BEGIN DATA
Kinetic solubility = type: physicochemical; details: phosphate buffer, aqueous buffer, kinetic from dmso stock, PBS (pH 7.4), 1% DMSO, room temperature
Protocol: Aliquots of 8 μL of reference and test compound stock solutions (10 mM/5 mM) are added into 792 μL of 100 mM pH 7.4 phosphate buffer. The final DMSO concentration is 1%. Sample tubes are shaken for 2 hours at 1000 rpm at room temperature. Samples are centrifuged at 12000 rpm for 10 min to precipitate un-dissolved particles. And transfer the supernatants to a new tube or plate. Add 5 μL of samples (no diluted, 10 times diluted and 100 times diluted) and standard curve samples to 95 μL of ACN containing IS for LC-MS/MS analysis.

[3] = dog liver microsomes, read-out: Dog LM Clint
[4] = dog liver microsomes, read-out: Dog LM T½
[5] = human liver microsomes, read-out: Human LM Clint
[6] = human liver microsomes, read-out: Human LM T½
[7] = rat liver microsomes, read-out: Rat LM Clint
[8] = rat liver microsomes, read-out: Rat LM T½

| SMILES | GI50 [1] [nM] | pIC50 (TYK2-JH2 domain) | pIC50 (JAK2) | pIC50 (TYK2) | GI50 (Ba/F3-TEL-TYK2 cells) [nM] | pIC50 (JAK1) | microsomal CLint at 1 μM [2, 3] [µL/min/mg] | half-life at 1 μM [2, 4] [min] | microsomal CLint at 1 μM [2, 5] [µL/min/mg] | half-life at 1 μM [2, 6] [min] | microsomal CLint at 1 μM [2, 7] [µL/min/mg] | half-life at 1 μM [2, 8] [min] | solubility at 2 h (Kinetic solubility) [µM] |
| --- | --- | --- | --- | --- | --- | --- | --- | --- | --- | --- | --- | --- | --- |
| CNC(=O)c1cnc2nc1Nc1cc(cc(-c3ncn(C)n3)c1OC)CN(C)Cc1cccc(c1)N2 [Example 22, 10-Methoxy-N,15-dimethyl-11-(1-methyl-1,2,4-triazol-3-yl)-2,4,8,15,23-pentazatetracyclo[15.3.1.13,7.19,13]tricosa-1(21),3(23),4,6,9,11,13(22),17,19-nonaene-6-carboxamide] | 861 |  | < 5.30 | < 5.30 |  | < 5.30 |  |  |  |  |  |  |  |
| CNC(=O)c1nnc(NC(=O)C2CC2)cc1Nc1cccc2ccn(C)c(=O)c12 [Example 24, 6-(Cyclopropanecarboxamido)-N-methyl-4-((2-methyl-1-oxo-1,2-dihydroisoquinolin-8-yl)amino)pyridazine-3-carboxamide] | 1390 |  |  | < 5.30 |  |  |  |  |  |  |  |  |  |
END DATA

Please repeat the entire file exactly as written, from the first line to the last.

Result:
Kinetic solubility = type: physicochemical; details: phosphate buffer, aqueous buffer, kinetic from dmso stock, PBS (pH 7.4), 1% DMSO, room temperature
Protocol: Aliquots of 8 μL of reference and test compound stock solutions (10 mM/5 mM) are added into 792 μL of 100 mM pH 7.4 phosphate buffer. The final DMSO concentration is 1%. Sample tubes are shaken for 2 hours at 1000 rpm at room temperature. Samples are centrifuged at 12000 rpm for 10 min to precipitate un-dissolved particles. And transfer the supernatants to a new tube or plate. Add 5 μL of samples (no diluted, 10 times diluted and 100 times diluted) and standard curve samples to 95 μL of ACN containing IS for LC-MS/MS analysis.

[3] = dog liver microsomes, read-out: Dog LM Clint
[4] = dog liver microsomes, read-out: Dog LM T½
[5] = human liver microsomes, read-out: Human LM Clint
[6] = human liver microsomes, read-out: Human LM T½
[7] = rat liver microsomes, read-out: Rat LM Clint
[8] = rat liver microsomes, read-out: Rat LM T½

| SMILES | GI50 [1] [nM] | pIC50 (TYK2-JH2 domain) | pIC50 (JAK2) | pIC50 (TYK2) | GI50 (Ba/F3-TEL-TYK2 cells) [nM] | pIC50 (JAK1) | microsomal CLint at 1 μM [2, 3] [µL/min/mg] | half-life at 1 μM [2, 4] [min] | microsomal CLint at 1 μM [2, 5] [µL/min/mg] | half-life at 1 μM [2, 6] [min] | microsomal CLint at 1 μM [2, 7] [µL/min/mg] | half-life at 1 μM [2, 8] [min] | solubility at 2 h (Kinetic solubility) [µM] |
| --- | --- | --- | --- | --- | --- | --- | --- | --- | --- | --- | --- | --- | --- |
| CNC(=O)c1cnc2nc1Nc1cc(cc(-c3ncn(C)n3)c1OC)CN(C)Cc1cccc(c1)N2 [Example 22, 10-Methoxy-N,15-dimethyl-11-(1-methyl-1,2,4-triazol-3-yl)-2,4,8,15,23-pentazatetracyclo[15.3.1.13,7.19,13]tricosa-1(21),3(23),4,6,9,11,13(22),17,19-nonaene-6-carboxamide] | 861 |  | < 5.30 | < 5.30 |  | < 5.30 |  |  |  |  |  |  |  |
| CNC(=O)c1nnc(NC(=O)C2CC2)cc1Nc1cccc2ccn(C)c(=O)c12 [Example 24, 6-(Cyclopropanecarboxamido)-N-methyl-4-((2-methyl-1-oxo-1,2-dihydroisoquinolin-8-yl)amino)pyridazine-3-carboxamide] | 1390 |  |  | < 5.30 |  |  |  |  |  |  |  |  |  |